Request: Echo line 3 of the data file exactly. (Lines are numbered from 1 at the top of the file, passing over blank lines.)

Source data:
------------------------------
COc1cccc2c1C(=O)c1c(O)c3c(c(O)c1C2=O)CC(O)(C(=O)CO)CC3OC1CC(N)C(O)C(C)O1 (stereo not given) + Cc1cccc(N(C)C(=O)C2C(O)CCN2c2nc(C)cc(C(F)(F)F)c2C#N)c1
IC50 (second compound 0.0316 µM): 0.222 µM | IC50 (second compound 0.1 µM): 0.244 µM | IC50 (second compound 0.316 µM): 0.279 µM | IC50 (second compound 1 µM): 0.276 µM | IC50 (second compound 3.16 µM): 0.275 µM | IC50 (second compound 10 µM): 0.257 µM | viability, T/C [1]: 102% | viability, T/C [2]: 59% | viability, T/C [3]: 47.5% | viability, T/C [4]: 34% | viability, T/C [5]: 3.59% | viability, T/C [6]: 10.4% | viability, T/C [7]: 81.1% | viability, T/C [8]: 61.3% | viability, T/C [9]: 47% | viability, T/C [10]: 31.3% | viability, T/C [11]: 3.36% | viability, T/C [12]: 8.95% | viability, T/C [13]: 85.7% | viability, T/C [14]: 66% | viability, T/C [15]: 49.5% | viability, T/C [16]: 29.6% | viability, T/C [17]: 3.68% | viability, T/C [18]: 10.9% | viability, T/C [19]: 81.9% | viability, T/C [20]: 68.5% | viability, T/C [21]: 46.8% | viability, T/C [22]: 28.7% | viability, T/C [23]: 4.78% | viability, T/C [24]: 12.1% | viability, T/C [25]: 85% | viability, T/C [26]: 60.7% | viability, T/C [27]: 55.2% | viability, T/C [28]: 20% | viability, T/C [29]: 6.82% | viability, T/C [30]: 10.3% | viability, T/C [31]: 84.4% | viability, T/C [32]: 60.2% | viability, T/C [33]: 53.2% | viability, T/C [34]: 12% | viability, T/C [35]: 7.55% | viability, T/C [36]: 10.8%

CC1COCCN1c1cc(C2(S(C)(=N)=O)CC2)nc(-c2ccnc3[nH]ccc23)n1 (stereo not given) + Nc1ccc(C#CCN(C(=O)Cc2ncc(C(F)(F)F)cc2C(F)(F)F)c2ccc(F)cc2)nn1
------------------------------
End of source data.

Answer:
CC1COCCN1c1cc(C2(S(C)(=N)=O)CC2)nc(-c2ccnc3[nH]ccc23)n1 (stereo not given) + Nc1ccc(C#CCN(C(=O)Cc2ncc(C(F)(F)F)cc2C(F)(F)F)c2ccc(F)cc2)nn1